Kick Ace

Billy Cundiff's performance was great. So why do I hate him?

"It's good that we can lean on Billy Cundiff," running back Troy Hambrick says, without adding: because Lord knows I'm not gonna put points up for us. "Sure, we want to score touchdowns, but he came through for us. He came through for us big. That's good for our confidence, to know that we're going to score points, even if we don't get in the end zone."

Ah, but it's early, sports fans. The bye week's hero might be the midseason whipping boy. He's cloaked in history now, wrapped in an NFL record and nearly untouchable, no matter how angry he's made the lot of us, but that hardly guarantees season-long deliverance. He's just one two-miss game away from being hounded and brutally criticized. Some advice: Enjoy it now, boyo, because we're waiting.

"To be honest with you," Cundiff told various journos following the Giants victory, "it doesn't really mean much to me right now. It's something in the future I can tell my kids."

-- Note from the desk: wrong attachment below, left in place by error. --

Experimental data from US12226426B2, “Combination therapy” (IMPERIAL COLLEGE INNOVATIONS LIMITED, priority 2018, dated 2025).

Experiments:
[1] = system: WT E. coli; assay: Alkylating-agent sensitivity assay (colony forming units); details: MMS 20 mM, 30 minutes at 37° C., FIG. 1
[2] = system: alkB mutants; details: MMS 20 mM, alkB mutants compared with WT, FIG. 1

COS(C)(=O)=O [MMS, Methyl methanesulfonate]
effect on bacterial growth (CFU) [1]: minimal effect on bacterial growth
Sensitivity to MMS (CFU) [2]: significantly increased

Sure is. But, in the meantime, I think he really messed up here. What Carter has learned that Cundiff hasn't is that, while most of the media may be treacherous and churlish, we're also predisposed to violence. The quarterback fields our questions and makes himself available because he's well aware of how hard it would be to execute a five-step drop with a broken leg.

It would be harder still, I'm sure, to kick the ball.

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